David Leary: [00:08:32] Yeah. I also think even if they don't, yeah, they won't go out of business. But then there's so many investors involved and there's so much money involved that they'll figure out how to do a deal with private equity, get bought or acquired, like the investors are going to not lose all that money. The just the discipline of their investment is different. Yeah.

Blake Oliver: [00:08:51] Thanks to Edgar David, Ulysses Christopher for joining and chatting with us. We got a few questions about this, of course, coming in. Ulysses says, How does this define a successful business? Businesses that merely break even. I believe if I'm reading this right, that success just means surviving, not running out of cash, not going out of business. And that could also mean an acquisition. So when you fail, that means like you shut down, bankrupt, that sort of thing. So anyway, I thought that was an interesting stat, you know.

David Leary: [00:09:26] And that's what I love about our show. Like you bring some story in this angle and I already had two stories are related. So my first one, this is my comment I put on my story. So the article title is Bury a Tech Firm Relocating to Europe lays off most of staff, and it's about Evernote and the note I moved to myself, Is this the end of Evernote? And I've been using Evernote. It was one of the the first like cloud products that you could just pick up any device and any screen you have and your notes would be there, right? Oh, yeah.

Blake Oliver: [00:09:54] It was groundbreaking when it came out. It's been around for a while.

David Leary: [00:09:57] And now, like Google, everybody's like sliced and diced all their features. Like if you if you have one note from Microsoft, you basically don't need Evernote. If you have Google, if you're a Google Drive person, you don't need Evernote. And it's kind of this sad erosion that's happened to that company over time. Now they've been sold to an Italian app maker called Maker called Bending Spoons, and they say that they intend to keep it growing. They're going to invest in it. They have a 400 plus workflow workforce at bending spoons, and some of them have been working on Evernote full time since the acquisition. But it's still a little like, you know, here here's a company that never I think they've had series A, series B, Series C type funding, but now maybe they're not going to go away. But it's been a rough ride and I'm a little worried, like, should I be making a backup plan, which Evernote was my backup of everything?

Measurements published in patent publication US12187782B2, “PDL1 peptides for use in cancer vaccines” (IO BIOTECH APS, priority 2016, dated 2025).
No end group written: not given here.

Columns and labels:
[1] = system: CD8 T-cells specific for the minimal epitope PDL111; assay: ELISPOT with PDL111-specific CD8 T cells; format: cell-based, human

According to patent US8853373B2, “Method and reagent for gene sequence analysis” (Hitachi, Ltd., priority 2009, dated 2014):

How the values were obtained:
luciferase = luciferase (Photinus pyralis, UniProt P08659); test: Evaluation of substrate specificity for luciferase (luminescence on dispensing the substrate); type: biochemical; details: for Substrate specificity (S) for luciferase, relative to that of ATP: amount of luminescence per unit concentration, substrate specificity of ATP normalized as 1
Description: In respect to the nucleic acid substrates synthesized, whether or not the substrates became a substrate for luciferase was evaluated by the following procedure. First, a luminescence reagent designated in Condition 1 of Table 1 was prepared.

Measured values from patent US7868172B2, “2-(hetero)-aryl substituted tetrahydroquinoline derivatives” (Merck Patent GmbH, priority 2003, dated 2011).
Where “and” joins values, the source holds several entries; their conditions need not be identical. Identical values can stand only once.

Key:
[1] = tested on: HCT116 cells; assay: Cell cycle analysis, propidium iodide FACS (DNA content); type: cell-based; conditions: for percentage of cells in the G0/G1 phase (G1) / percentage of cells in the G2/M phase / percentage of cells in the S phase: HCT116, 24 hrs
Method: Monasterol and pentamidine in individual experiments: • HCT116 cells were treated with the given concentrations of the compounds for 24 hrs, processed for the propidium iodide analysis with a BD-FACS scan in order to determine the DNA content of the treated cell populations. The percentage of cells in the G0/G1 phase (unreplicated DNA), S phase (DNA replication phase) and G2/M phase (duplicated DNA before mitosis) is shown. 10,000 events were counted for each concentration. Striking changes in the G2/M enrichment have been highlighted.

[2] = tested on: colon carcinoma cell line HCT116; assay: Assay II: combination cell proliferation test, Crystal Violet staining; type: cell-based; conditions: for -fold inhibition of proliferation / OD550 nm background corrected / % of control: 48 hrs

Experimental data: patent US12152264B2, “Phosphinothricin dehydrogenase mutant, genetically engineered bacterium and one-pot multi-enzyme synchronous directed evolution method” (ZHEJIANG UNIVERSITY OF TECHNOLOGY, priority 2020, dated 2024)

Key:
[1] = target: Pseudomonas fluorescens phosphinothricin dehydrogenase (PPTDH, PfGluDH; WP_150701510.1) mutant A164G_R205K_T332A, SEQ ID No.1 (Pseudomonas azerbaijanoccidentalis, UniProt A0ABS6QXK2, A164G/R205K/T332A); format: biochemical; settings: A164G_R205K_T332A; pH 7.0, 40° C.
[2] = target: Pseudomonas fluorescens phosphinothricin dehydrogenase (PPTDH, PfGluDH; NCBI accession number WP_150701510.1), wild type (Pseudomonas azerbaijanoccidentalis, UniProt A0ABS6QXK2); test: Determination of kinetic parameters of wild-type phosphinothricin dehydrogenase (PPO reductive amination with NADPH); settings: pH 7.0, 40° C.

Blake Oliver: [00:10:46] Well, I did use Evernote at one point, but my concern was exactly what your concern is now, David, is that they have this proprietary format for the notes and it's not really easy to export your stuff from Evernote into like an open format that you can easily use. There are apps that will plug into it and like pull your notes out. I think notion does that you can plug notion into Evernote and pull your stuff out into.

David Leary: [00:11:11] Notion or through Zapier or something. Yeah, it's like it's like.

Blake Oliver: [00:11:15] But it's a huge.

David Leary: [00:11:16] House of notes. But just burn it all.

Blake Oliver: [00:11:19] Here's my question is how often do you go back and look at those notes?

David Leary: [00:11:23] It's like it's not as frequent as I want, but it's always like oddball, like PDFs of, like, you know, some appraisal on a house or like there's always these things you have to go and find eventually. So I could put them in a Google Drive though, like there's no reason they can't live somewhere else but.

Blake Oliver: [00:11:37] Just archive it all. I've got some of that.

David Leary: [00:11:40] And another example is shutting down Kodak, and we've talked about Kodak in the past. Kodak essentially is a middleman app that if I'm a developer, if I'm giraffe and I don't want to write an integration to QuickBooks and Xero and NetSuite and QuickBooks Desktop and all these things, I could just write to Kodak. And Kodak has an API that connects to all the other accounting jails. It's a great promise, right? And we try to build that at Intuit 12 years ago one one API for QuickBooks Online and QuickBooks desktop at the same time. Well, apparently Kodak is learning what Intuit learned a decade ago, that it's almost impossible to do and it's a little tough. So they're shutting down. They're not going to let any more developers build desktop integrations. So this is going to be platforms like Dynamics 365 QuickBooks Desktop, NetSuite, Sage 50, Sage Intacct They're actually even adding those in the list. And if you buy their enterprise plan, they'll let you integrate with those. But they're it's very clear that you do not want people to do that and they're raising prices, right? So they're realizing that this was it was impossible for Intuit to to do it with two APIs. So imagine trying to do it for lots of d40 GLS. It's it's really an impossible task. So that's that's being shut down.